Share your reflections on our new Manifesto
The thing about Happy Museum is that they mean it, this manifesto is not for show – it’s an honest and true articulation of what matters to them, and to us all.Al Tickell – Director Julie’s Bicycle
Emerging from the first two years of Covid 19, museums face a host of pressing challenges – the ongoing effects of the pandemic, the cost of living crises, rising energy prices, pressure on funding streams and more. These combine with wider, deeper and accelerating challenges: the climate and ecological emergency, systemic inequality and social injustice.
Across the cultural sector, organisations are engaging and responding with these issues with greater urgency and more boldness.
At Happy Museum, we see the wellbeing of people, place and planet as even more important, and at risk. This is a critical moment to re-consider the role of museums in creating a resilient and regenerative society: facing current realities whilst bringing a positive, imaginative and future facing frame.
We seek to support and collaborate with others and to create new programmes and projects with museums working towards civic and social change. We work with others to move from ideas to actions that have meaning and impact for them in their different contexts and localities.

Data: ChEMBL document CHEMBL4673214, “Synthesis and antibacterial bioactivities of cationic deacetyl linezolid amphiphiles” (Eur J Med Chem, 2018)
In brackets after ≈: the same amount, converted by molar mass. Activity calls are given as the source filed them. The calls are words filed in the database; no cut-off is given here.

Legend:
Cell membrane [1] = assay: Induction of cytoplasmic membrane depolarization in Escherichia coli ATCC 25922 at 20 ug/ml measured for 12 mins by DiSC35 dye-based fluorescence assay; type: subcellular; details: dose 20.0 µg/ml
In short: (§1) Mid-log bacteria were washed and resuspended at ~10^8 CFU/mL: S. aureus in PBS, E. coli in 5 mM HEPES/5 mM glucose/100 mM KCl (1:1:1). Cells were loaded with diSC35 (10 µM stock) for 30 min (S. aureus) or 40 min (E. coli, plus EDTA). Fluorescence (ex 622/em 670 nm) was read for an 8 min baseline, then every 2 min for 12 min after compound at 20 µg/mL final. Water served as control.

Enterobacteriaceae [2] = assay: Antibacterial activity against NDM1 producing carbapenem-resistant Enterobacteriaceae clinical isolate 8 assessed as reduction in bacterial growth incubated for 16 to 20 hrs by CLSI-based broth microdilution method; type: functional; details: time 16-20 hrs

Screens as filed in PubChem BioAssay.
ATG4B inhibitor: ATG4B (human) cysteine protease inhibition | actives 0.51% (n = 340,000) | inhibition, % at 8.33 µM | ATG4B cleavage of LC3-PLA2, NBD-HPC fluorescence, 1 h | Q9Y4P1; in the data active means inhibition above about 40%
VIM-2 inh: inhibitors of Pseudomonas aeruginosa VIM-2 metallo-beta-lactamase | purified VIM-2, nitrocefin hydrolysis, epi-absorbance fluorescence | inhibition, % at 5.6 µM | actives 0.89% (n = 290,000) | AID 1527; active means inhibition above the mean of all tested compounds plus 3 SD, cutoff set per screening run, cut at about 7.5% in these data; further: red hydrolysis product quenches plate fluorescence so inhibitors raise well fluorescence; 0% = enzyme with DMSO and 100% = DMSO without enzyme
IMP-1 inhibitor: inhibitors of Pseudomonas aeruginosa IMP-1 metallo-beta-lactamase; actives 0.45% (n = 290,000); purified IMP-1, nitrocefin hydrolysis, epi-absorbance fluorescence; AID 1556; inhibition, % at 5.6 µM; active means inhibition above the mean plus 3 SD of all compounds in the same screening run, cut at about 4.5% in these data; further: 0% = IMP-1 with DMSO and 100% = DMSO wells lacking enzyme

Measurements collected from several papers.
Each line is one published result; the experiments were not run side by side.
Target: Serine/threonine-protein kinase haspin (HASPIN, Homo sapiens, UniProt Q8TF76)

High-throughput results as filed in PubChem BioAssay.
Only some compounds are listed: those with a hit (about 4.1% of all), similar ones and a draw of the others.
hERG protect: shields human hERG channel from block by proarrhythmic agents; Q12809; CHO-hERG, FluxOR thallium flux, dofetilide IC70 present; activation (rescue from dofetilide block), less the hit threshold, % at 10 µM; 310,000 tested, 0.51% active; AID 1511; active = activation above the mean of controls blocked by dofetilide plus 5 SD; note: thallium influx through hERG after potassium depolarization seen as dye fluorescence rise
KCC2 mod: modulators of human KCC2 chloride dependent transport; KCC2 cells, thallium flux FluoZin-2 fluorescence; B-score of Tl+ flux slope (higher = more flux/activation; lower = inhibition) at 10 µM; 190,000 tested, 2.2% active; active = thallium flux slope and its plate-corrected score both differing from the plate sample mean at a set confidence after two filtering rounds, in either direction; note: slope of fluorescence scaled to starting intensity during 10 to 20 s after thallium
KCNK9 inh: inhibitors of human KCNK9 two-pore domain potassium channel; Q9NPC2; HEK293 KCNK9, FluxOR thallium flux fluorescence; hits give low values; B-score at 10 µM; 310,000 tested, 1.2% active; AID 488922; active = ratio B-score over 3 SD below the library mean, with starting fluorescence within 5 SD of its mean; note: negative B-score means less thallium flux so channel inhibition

Building on 12 years of HM learning, and on our recent peer-learning and conversation programme, No Going Back, we have revisited our Story of Change and refreshed the Happy Museum Manifesto.Happy-Museum-Manifesto
I hope that this manifesto doesn’t sit in a drawer for a year, but is a constantly changing document that we can use to learn from others about the gaps in our knowledge or perspectives. I hope it is a reminder of how much we don’t know yet, and how many unanswered questions lie ahead.Peter Lefort – University of Exeter (see video of full response below
We see this as a living document – the start of a conversation as well as a stimulus to action
We would welcome your thoughts and reflections. What opportunities does it open up for museums? What does this mean to you/ look like from your museum’s perspective? What steps have you taken/ what actions have you seen other museums take or done yourselves which respond to this frame? What might be the challenges?
Share your thoughts with us at firstname.lastname@example.org.
Here are some initial reflections from our Steering Group and Community of Practice.
‘This manifesto is not just about what: it is also about how. In times of crisis, to avoid harmful, wasteful and ineffective decisions and activities, it is essential that we are not overwhelmed by the urgency of the situation. The manifesto advocates for thoughtful, caring, and collaborative practice; for embracing the uncertainties and complexity that this will involve, and for being open and honest about the processes we follow and the practices we adopt. The Happy Museum remains a collective endeavour and this manifesto builds on its previous work to set out how it will nurture the connections between people, place, and planet, to become active participants in shaping a more hopeful future.’ Dr Hannah-Lee Chalk Learning Manager | Manchester Museum